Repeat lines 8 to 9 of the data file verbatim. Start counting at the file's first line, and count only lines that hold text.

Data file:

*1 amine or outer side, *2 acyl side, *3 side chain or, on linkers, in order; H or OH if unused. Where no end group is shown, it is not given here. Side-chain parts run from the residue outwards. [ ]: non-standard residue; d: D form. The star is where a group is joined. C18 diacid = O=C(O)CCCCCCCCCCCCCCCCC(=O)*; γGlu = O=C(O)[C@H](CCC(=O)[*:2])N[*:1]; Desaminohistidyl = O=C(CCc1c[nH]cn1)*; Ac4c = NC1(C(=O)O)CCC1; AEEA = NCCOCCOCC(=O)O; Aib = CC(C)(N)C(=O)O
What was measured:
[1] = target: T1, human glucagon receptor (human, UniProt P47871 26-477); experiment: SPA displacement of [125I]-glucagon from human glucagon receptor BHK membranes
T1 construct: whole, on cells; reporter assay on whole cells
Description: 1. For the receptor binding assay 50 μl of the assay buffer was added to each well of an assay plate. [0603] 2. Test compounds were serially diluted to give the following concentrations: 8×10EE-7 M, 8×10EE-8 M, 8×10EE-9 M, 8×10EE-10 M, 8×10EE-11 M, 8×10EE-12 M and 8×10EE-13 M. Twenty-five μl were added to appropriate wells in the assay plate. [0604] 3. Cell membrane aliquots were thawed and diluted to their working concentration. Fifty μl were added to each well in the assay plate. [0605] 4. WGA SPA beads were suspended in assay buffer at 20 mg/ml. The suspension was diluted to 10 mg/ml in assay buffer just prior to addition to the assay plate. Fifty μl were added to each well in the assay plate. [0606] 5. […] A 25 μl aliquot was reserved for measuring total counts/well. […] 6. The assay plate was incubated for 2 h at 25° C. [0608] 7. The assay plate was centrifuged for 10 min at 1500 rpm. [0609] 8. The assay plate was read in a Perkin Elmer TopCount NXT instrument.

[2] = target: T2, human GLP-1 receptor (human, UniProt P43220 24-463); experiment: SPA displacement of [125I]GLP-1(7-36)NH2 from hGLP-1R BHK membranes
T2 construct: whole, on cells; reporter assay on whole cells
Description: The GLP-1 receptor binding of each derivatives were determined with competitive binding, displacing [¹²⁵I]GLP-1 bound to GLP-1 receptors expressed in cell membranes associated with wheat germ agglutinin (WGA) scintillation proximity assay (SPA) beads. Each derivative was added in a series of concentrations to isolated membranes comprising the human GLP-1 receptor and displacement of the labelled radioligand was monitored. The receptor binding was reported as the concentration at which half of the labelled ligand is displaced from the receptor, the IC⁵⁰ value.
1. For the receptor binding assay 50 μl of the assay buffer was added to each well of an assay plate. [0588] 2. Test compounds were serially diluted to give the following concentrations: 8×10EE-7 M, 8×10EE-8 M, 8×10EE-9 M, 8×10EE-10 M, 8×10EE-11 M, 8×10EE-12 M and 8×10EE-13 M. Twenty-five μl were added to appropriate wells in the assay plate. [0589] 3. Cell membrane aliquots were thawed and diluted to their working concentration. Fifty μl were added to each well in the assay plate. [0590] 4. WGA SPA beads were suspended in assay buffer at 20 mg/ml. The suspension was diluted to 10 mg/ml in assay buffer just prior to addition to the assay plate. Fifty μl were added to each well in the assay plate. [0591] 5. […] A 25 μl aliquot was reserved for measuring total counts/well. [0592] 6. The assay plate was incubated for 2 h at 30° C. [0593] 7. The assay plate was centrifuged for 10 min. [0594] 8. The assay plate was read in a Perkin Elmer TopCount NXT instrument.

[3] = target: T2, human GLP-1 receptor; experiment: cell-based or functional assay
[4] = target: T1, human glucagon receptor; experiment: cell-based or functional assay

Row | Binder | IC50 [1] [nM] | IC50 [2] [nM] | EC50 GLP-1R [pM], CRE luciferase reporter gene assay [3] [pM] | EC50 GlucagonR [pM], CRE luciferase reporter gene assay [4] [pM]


Description: The GLP-1 receptor binding of each derivatives were determined with competitive binding, displacing [¹²⁵I]GLP-1 bound to GLP-1 receptors expressed in cell membranes associated with wheat germ agglutinin (WGA) scintillation proximity assay (SPA) beads. Each derivative was added in a series of concentrations to isolated membranes comprising the human GLP-1 receptor and displacement of the labelled radioligand was monitored. The receptor binding was reported as the concentration at which half of the labelled ligand is displaced from the receptor, the IC⁵⁰ value.
1. For the receptor binding assay 50 μl of the assay buffer was added to each well of an assay plate. [0588] 2. Test compounds were serially diluted to give the following concentrations: 8×10EE-7 M, 8×10EE-8 M, 8×10EE-9 M, 8×10EE-10 M, 8×10EE-11 M, 8×10EE-12 M and 8×10EE-13 M. Twenty-five μl were added to appropriate wells in the assay plate. [0589] 3. Cell membrane aliquots were thawed and diluted to their working concentration. Fifty μl were added to each well in the assay plate. [0590] 4. WGA SPA beads were suspended in assay buffer at 20 mg/ml. The suspension was diluted to 10 mg/ml in assay buffer just prior to addition to the assay plate. Fifty μl were added to each well in the assay plate. [0591] 5. […] A 25 μl aliquot was reserved for measuring total counts/well. [0592] 6. The assay plate was incubated for 2 h at 30° C. [0593] 7. The assay plate was centrifuged for 10 min. [0594] 8. The assay plate was read in a Perkin Elmer TopCount NXT instrument.